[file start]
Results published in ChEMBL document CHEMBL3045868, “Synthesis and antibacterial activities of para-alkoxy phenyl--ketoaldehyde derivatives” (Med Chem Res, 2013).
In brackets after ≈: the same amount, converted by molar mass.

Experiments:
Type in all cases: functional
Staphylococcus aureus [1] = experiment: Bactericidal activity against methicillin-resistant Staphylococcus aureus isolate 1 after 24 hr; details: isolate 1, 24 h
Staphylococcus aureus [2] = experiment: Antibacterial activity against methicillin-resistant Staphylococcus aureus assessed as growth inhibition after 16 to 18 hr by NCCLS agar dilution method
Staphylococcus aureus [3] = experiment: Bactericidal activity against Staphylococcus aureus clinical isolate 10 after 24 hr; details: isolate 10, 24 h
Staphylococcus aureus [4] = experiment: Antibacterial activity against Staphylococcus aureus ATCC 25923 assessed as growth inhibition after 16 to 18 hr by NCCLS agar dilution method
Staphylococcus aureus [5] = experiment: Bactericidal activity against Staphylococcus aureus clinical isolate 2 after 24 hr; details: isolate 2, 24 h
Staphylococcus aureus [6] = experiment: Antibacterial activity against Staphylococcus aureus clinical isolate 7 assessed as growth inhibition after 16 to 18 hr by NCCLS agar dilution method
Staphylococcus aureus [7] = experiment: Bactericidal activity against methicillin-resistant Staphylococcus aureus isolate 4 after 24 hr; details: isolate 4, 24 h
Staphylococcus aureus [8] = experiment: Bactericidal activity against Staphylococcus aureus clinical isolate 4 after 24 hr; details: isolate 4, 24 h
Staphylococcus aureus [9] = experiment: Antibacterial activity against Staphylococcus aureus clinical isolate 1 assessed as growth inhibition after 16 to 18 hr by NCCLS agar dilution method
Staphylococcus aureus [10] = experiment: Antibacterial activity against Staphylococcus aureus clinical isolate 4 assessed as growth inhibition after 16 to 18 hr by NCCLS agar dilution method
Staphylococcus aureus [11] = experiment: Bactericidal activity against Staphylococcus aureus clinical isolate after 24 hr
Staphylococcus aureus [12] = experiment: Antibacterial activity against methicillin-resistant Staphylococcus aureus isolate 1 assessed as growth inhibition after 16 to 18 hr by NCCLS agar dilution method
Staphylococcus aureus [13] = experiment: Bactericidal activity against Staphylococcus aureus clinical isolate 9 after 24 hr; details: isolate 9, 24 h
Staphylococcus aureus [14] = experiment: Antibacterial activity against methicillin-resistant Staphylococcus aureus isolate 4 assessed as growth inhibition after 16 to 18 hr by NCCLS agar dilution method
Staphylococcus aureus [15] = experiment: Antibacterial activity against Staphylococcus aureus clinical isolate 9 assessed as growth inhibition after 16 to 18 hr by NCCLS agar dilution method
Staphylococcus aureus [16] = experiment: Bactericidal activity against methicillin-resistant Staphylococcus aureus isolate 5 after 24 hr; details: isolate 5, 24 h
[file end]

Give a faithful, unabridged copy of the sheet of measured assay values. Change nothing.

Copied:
Results published in ChEMBL document CHEMBL3045868, “Synthesis and antibacterial activities of para-alkoxy phenyl--ketoaldehyde derivatives” (Med Chem Res, 2013).
In brackets after ≈: the same amount, converted by molar mass.

Experiments:
Type in all cases: functional
Staphylococcus aureus [1] = experiment: Bactericidal activity against methicillin-resistant Staphylococcus aureus isolate 1 after 24 hr; details: isolate 1, 24 h
Staphylococcus aureus [2] = experiment: Antibacterial activity against methicillin-resistant Staphylococcus aureus assessed as growth inhibition after 16 to 18 hr by NCCLS agar dilution method
Staphylococcus aureus [3] = experiment: Bactericidal activity against Staphylococcus aureus clinical isolate 10 after 24 hr; details: isolate 10, 24 h
Staphylococcus aureus [4] = experiment: Antibacterial activity against Staphylococcus aureus ATCC 25923 assessed as growth inhibition after 16 to 18 hr by NCCLS agar dilution method
Staphylococcus aureus [5] = experiment: Bactericidal activity against Staphylococcus aureus clinical isolate 2 after 24 hr; details: isolate 2, 24 h
Staphylococcus aureus [6] = experiment: Antibacterial activity against Staphylococcus aureus clinical isolate 7 assessed as growth inhibition after 16 to 18 hr by NCCLS agar dilution method
Staphylococcus aureus [7] = experiment: Bactericidal activity against methicillin-resistant Staphylococcus aureus isolate 4 after 24 hr; details: isolate 4, 24 h
Staphylococcus aureus [8] = experiment: Bactericidal activity against Staphylococcus aureus clinical isolate 4 after 24 hr; details: isolate 4, 24 h
Staphylococcus aureus [9] = experiment: Antibacterial activity against Staphylococcus aureus clinical isolate 1 assessed as growth inhibition after 16 to 18 hr by NCCLS agar dilution method
Staphylococcus aureus [10] = experiment: Antibacterial activity against Staphylococcus aureus clinical isolate 4 assessed as growth inhibition after 16 to 18 hr by NCCLS agar dilution method
Staphylococcus aureus [11] = experiment: Bactericidal activity against Staphylococcus aureus clinical isolate after 24 hr
Staphylococcus aureus [12] = experiment: Antibacterial activity against methicillin-resistant Staphylococcus aureus isolate 1 assessed as growth inhibition after 16 to 18 hr by NCCLS agar dilution method
Staphylococcus aureus [13] = experiment: Bactericidal activity against Staphylococcus aureus clinical isolate 9 after 24 hr; details: isolate 9, 24 h
Staphylococcus aureus [14] = experiment: Antibacterial activity against methicillin-resistant Staphylococcus aureus isolate 4 assessed as growth inhibition after 16 to 18 hr by NCCLS agar dilution method
Staphylococcus aureus [15] = experiment: Antibacterial activity against Staphylococcus aureus clinical isolate 9 assessed as growth inhibition after 16 to 18 hr by NCCLS agar dilution method
Staphylococcus aureus [16] = experiment: Bactericidal activity against methicillin-resistant Staphylococcus aureus isolate 5 after 24 hr; details: isolate 5, 24 h